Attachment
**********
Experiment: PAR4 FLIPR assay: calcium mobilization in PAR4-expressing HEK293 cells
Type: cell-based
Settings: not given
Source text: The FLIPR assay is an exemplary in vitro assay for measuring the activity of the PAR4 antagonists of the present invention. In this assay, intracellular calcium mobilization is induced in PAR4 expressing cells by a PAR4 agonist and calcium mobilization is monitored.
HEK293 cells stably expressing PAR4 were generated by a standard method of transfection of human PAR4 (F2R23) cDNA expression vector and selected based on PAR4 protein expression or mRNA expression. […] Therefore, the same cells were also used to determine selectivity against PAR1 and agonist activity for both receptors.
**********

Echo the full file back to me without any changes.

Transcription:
Experiment: PAR4 FLIPR assay: calcium mobilization in PAR4-expressing HEK293 cells
Type: cell-based
Settings: not given
Source text: The FLIPR assay is an exemplary in vitro assay for measuring the activity of the PAR4 antagonists of the present invention. In this assay, intracellular calcium mobilization is induced in PAR4 expressing cells by a PAR4 agonist and calcium mobilization is monitored.
HEK293 cells stably expressing PAR4 were generated by a standard method of transfection of human PAR4 (F2R23) cDNA expression vector and selected based on PAR4 protein expression or mRNA expression. […] Therefore, the same cells were also used to determine selectivity against PAR1 and agonist activity for both receptors.